Have you ever seen a t-shirt advertised as “one size fits all” but when you went to try it on, you were disheartened to find that it didn’t fit at all? It’s sort of a bummer, isn’t it? The fact is that there’s virtually nothing in the world that is really a “one size fits all”. That’s not only relevant with clothing, it’s also true with medical conditions such as hearing loss. This can be accurate for many reasons.
So what causes hearing loss? And what is the most common type of hearing loss? Well, that’s precisely what we intend to explore.
There are different forms of hearing loss
Because hearing is such an intricate mental and physical operation, no two people’s hearing loss will be precisely the same. Perhaps when you’re in a noisy restaurant you can’t hear very well, but when you’re at work, you hear just fine. Or, perhaps specific frequencies of sound get lost. Your loss of hearing can take a wide range of forms.
How your hearing loss presents, in part, may be determined by what’s causing your symptoms to begin with. Lots of things can go wrong with an organ as complex as the ear.
How does hearing work?
Before you can totally understand how hearing loss works, or what level of hearing loss calls for a hearing aid, it’s helpful to consider how things are supposed to work, how your ear is typically supposed to work. Here’s how it breaks down:
- Outer ear: This is the part of the ear that you can see. It’s where you are initially exposed to a “sound”. Sounds are efficiently guided into your middle ear for further processing by the shape of your outer ear.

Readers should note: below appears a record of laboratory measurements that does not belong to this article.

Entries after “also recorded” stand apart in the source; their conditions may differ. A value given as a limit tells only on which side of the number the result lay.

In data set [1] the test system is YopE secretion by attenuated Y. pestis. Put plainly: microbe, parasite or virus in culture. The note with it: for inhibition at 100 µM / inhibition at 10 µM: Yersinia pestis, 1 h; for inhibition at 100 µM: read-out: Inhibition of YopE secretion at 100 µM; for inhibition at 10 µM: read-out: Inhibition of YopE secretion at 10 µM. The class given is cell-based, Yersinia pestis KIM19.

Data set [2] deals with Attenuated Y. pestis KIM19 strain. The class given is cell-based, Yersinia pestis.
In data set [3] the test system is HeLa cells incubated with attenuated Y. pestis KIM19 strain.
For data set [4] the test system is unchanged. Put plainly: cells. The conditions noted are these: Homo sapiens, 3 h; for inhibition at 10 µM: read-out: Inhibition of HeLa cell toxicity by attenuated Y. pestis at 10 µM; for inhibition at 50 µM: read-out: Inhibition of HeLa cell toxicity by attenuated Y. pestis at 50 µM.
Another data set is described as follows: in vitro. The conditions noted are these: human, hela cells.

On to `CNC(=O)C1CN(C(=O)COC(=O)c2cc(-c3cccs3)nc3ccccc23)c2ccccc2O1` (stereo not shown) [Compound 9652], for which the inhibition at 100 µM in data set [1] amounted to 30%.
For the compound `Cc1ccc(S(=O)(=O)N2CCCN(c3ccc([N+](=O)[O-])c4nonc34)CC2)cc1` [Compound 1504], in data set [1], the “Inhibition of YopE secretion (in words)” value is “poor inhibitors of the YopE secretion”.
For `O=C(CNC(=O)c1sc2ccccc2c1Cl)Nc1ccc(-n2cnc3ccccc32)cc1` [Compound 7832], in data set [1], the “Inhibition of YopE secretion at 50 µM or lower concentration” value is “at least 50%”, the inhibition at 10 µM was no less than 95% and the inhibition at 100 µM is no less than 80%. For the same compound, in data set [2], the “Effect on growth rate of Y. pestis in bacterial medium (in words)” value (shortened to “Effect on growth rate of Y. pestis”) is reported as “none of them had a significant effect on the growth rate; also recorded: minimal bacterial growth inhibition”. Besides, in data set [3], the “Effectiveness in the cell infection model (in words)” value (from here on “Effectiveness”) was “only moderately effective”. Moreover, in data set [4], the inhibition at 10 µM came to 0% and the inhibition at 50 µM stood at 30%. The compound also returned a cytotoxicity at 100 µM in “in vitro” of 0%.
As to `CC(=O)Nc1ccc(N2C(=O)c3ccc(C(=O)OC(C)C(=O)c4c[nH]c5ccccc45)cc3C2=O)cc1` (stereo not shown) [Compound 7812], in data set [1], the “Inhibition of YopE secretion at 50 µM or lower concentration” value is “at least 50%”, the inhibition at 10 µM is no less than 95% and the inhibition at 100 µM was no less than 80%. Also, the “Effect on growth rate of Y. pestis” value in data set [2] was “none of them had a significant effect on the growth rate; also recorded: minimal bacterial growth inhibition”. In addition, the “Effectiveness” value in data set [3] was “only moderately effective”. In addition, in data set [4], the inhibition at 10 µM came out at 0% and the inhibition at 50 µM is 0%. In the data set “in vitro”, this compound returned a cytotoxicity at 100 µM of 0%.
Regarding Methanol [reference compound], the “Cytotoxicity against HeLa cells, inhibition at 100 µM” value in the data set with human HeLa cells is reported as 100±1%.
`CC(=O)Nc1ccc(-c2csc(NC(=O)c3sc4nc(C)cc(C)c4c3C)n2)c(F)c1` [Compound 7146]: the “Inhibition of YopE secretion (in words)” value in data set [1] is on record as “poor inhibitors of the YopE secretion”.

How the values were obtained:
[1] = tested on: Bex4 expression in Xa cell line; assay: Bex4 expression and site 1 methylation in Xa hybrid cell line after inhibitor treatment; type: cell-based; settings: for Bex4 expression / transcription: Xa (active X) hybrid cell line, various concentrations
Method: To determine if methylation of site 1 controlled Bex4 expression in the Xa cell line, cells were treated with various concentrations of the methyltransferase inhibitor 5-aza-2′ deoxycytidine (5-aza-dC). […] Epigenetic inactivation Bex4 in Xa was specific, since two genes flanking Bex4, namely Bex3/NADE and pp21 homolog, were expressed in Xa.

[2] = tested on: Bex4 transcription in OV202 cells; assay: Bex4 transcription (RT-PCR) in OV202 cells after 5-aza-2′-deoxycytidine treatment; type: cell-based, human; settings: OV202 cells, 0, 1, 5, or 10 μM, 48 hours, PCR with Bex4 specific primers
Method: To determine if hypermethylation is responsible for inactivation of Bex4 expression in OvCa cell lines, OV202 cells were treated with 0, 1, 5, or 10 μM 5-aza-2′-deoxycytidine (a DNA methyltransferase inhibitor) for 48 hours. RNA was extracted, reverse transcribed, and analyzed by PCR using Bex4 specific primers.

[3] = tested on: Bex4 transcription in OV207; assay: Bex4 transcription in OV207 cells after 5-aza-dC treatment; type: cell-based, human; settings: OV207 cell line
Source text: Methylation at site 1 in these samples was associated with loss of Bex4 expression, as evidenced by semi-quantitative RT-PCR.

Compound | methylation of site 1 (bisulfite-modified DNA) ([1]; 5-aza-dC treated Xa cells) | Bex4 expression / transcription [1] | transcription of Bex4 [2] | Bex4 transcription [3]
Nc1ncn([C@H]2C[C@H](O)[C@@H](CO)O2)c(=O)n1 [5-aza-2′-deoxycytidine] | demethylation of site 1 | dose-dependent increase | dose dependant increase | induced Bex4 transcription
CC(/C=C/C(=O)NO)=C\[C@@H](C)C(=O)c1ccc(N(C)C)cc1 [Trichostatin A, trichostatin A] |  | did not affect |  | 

- Middle ear: The eardrum and a few tiny bones are what your middle ear is composed of (Yes, there are some tiny little bones in there).
- Inner ear: This is where your stereocilia are found. Vibration is picked up by these delicate hairs which are then converted into electrical energy. Your cochlea helps here, also. Our brain then receives this electrical energy.
- Auditory nerve: This nerve directs these electrical signals to the brain.
- Auditory system: From your brain to your outer ear, the “auditory system” encompasses all of the elements discussed above. The total hearing process depends on all of these components working in unison with each other. Typically, in other words, the whole system will be impacted if any one part has issues.
Hearing loss types
There are numerous types of hearing loss because there are multiple parts of the ear. Which type you experience will depend on the underlying cause.
Here are some of the most common causes:
- Conductive hearing loss: When there’s a blockage somewhere in the auditory system, often the middle or outer ear, this type of hearing loss happens. Usually, this blockage is caused by fluid or inflammation (when you have an ear infection, for instance, this usually happens). A growth in the ear can occasionally cause conductive hearing loss. Normally, with conductive hearing loss, your hearing will go back to normal once the obstruction has been removed.